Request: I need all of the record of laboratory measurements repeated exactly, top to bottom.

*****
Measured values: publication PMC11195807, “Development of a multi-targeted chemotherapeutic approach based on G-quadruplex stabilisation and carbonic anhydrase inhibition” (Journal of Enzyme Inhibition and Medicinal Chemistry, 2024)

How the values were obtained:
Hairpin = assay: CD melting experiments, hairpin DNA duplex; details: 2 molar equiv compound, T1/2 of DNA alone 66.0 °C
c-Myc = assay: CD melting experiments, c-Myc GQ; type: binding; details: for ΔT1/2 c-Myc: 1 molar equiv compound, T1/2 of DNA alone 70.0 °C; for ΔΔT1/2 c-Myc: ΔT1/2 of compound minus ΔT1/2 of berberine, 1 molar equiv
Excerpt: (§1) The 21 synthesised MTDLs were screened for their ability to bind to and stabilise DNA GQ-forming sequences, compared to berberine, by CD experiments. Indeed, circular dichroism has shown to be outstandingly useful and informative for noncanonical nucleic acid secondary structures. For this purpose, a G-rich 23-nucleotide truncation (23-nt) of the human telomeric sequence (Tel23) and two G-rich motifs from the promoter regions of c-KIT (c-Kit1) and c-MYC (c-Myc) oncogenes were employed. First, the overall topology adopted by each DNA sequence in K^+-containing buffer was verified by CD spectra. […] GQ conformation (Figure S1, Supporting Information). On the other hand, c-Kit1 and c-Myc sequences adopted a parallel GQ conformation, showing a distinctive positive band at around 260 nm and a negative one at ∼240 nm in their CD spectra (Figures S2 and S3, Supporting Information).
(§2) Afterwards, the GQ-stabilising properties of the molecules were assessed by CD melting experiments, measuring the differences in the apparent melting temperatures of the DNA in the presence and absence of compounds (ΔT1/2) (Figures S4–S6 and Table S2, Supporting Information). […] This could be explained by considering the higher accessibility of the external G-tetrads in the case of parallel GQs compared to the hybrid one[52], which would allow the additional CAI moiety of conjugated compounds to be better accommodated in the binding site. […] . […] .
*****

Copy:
Measured values: publication PMC11195807, “Development of a multi-targeted chemotherapeutic approach based on G-quadruplex stabilisation and carbonic anhydrase inhibition” (Journal of Enzyme Inhibition and Medicinal Chemistry, 2024)

How the values were obtained:
Hairpin = assay: CD melting experiments, hairpin DNA duplex; details: 2 molar equiv compound, T1/2 of DNA alone 66.0 °C
c-Myc = assay: CD melting experiments, c-Myc GQ; type: binding; details: for ΔT1/2 c-Myc: 1 molar equiv compound, T1/2 of DNA alone 70.0 °C; for ΔΔT1/2 c-Myc: ΔT1/2 of compound minus ΔT1/2 of berberine, 1 molar equiv
Excerpt: (§1) The 21 synthesised MTDLs were screened for their ability to bind to and stabilise DNA GQ-forming sequences, compared to berberine, by CD experiments. Indeed, circular dichroism has shown to be outstandingly useful and informative for noncanonical nucleic acid secondary structures. For this purpose, a G-rich 23-nucleotide truncation (23-nt) of the human telomeric sequence (Tel23) and two G-rich motifs from the promoter regions of c-KIT (c-Kit1) and c-MYC (c-Myc) oncogenes were employed. First, the overall topology adopted by each DNA sequence in K^+-containing buffer was verified by CD spectra. […] GQ conformation (Figure S1, Supporting Information). On the other hand, c-Kit1 and c-Myc sequences adopted a parallel GQ conformation, showing a distinctive positive band at around 260 nm and a negative one at ∼240 nm in their CD spectra (Figures S2 and S3, Supporting Information).
(§2) Afterwards, the GQ-stabilising properties of the molecules were assessed by CD melting experiments, measuring the differences in the apparent melting temperatures of the DNA in the presence and absence of compounds (ΔT1/2) (Figures S4–S6 and Table S2, Supporting Information). […] This could be explained by considering the higher accessibility of the external G-tetrads in the case of parallel GQs compared to the hybrid one[52], which would allow the additional CAI moiety of conjugated compounds to be better accommodated in the binding site. […] . […] .